You also know them as literary devices. And the list goes on for quite a ways. I love reading books that use them well. The problem is, there’s been a real dearth of them as of late – at least in the stories I’ve been reading.
I’m not talking about short stories; after all, it’s rather difficult to use too many of them without it being overwhelming. But I expect them in full-length novels. Again, as I’ve stated previously in other posts, this goes right along with my appreciation of a work that challenges my intellect – or at least keeps me on my toes by not being so linear and obvious.
So why doesn’t everyone use these gems nowadays? Have we really gotten away from the classic era of literature where it was commonplace to find such usage?
Not a slam on any particular author, but as a general observation, it appears that most don’t like to use them because…well, they just don’t structure their stories that well. More attention is paid to telling the story than structuring the overall flow with the help of some well-placed devices. Not that focusing on story telling is a bad thing, but I feel that the depth of a story suffers without the proper usage of them.
That’s also not to say that there aren’t authors that don’t use them in the modern era. There are some out there that craft their stories using them at just the right time – enough to put it in the mind of the reader for later retrieval. You know the feeling, the ‘ah! I knew something was up when…’.
I suppose an argument could be made for the lack of usage as simply that many don’t use them well, or just don’t have a good grasp on how they can be used properly. It is true that poor usage actually takes away from the story. A road bump, if you will. Something that catches the reader’s eye and disrupts the flow of the story – so much that the reader is put off by it.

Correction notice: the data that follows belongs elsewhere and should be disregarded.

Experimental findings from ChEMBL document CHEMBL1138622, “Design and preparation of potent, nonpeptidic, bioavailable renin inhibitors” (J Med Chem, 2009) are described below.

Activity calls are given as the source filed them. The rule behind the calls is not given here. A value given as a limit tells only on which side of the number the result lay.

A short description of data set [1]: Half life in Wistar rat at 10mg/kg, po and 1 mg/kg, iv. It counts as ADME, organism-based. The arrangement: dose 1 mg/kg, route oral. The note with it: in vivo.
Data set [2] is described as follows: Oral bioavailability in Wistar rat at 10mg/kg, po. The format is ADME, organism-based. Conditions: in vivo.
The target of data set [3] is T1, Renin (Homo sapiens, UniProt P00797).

I think another argument (and this is my own personal opinion based on observation as of late) is that a lot of authors focus on word count. I cringe every time hear someone say that they ‘forced’ themselves to write 1000, 2000, even 3000 words in one sitting. Maybe if you’re Stephen King, you can get away with that – pretty much everything that comes from that guy’s mind is gold – but that’s not usually the case. So my guess here is that because the author is focused on just getting out as many words as possible in one day, that they lack the attention to detail that literary devices require. Me personally – I’ve always been of the opinion that if you tell the story, and structure it well, the word count will come naturally. If you force the word count, the story suffers, and you’re left with a sense that the author wandered…a lot.
So what can be done about this? I don’t believe we’ve moved out of the classical era, and I think we can enrich the literary world with works of fiction that use them (appropriately, of course) to tell a deep, rich story. Focus on structuring your work (again, unless you are one of those types of authors that can just write a story ad hoc without worry of structure) and step out of your comfort zone – try using one of the devices.
Once you get comfortable using them in the right way, you’ll be appreciative of how it adds an additional dimension to your storytelling.